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Locking plate osteosynthesis in geriatric shoulder fractures: why do we continue to perform a low-va



Centre for Evidence-Based Orthopaedics, Department of Orthopaedic Surgery, Zealand University Hospital, Denmark

Acta Orthopaedica 2022; 93: 355–357. DOI

? 2022 The Author(s). This is an Open Access article distributed under the terms of the Creative Commons Attribution-NonCommercial 4.0 International License (, allowing third parties to copy and redistribute the material in any medium or format and to remix, transform, and build upon the material for non-commercial purposes, provided proper attribution to the original work.



thanks Antti P Launonen and Hans Rahme for help with peer review of this Perspective.

The use of locking plates

In several countries, locking plate osteosynthesis is the treatment of choice for the majority of displaced proximal humeral fractures, geriatric patients included. Despite national differences, an increasing use of the procedure has been reported. In Germany, a 39% increase in surgical procedures for proximal humeral fractures was reported between 2007 and 2016 with 69% of the surgeries performed in geriatric patients. Osteosyntheses accounted for 72% of these surgeries with more than 35,000 procedures performed in 2016. Locking plate fixation was the most commonly performed procedure (1). In Finland, the incidence of surgery raised from 5 per 100,000 per year in 1987 to 20 per 100,00 per year in 2016. From 2002, following the advent of locking plates, a more than threefold increase in the incidence of osteosynthesis was reported (2). In Sweden, the rate of surgically treated patients increased by 75% between 2001 and 2012. The percentage of fractures treated by plate osteosynthesis rose from 6% in 2001 to 46% in 2012 (3). In the United States, a study in a Medicare population before and after the introduction of locking plates reported a relative increase in surgery of 26% with an increase in osteosyntheses of 29% (4). In South Korea, the operation rate for proximal humeral fractures increased from 25% in 2008 to 37% in 2016, of which osteosynthesis accounted for 72% in 2008 and 86% in 2016 (5).

Benefits and harms: the evidence base

Within the last decade, several high-quality randomized clinical trials on the benefits of locking plates have been conducted. They have been unable to demonstrate superiority of surgery over non-surgical management in geriatric 2-, 3-, and 4-part fractures. The only difference between the groups has been a higher risk of additional surgery after surgical management (6). Olerud et al. (7) randomized 60 patients with 3-part fractures to locking plate or non-surgical treatment. No statistically significant between-group difference was found. Fjalestad et al. (8) randomized 50 patients with 3- and 4-part fractures to locking plate or non-surgical treatment. They reported no evidence of any difference in functional outcome between surgical treatment and non-surgical treatment. Rangan et al. (9) randomized 250 patients to surgeon’s choice or non-surgical treatment. In the surgery group 47% were 2-part surgical neck fractures and 36% were 3-part fractures. Locking plates were used in 83% of all surgeries. Separate data on locking plates was not reported but patient-reported outcome was similar between surgical and non-surgical treatment at 2 or 5 years (9,10). Launonen et al. (11) randomized 88 patients with 2-part fractures to locking plate or non-surgical treatment. They found similar clinical outcome between the groups and suggested that the current practice of performing surgery on the majority of 2-part fractures may not be beneficial.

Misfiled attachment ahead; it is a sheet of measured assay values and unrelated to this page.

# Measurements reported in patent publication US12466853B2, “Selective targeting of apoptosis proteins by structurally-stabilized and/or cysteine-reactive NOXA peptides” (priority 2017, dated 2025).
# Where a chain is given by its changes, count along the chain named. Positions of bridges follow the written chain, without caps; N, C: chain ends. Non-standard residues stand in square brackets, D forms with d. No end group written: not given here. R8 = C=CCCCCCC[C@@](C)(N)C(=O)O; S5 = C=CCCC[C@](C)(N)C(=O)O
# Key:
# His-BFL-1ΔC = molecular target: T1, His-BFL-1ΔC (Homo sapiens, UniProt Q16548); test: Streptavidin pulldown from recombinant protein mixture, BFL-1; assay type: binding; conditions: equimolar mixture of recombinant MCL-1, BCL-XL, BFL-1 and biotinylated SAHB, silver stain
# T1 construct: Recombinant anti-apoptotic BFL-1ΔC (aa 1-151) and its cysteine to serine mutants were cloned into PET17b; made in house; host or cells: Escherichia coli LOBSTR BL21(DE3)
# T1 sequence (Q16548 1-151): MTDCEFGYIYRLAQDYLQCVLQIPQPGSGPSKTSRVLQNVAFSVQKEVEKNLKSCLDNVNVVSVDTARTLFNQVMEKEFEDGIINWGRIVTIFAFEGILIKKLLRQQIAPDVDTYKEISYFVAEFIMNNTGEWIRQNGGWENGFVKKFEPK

High complication and failure rates have persistently been associated with the use of locking plates, especially screwrelated problems (Figure 1). Several systematic reviews and large cohort studies have reported failure rates of about 30% (12-15). Recently, a reputable shoulder clinic published a retrospective series of 173 geriatric locking plate osteosyntheses. They reported complication rates of 44% and failure rates of 34% defined as reoperation or radiographic evidence of implant failure. The failure rates tended to increase with age, with a 26% failure rate for patients in their 60s, 40% failure rate for patients in their 70s, and 48% failure rate for patients in their 80s (16). However, they did not consider treating these patients without locking plates.

 Figure 1.
Examples of failed locking plate osteosynthesis in geriatric shoulder fractures. The osteoporotic humeral head has collapsed, and the locking screws have penetrated into the glenohumeral joint causing pain and damage to the cartilage and the glenoid surface.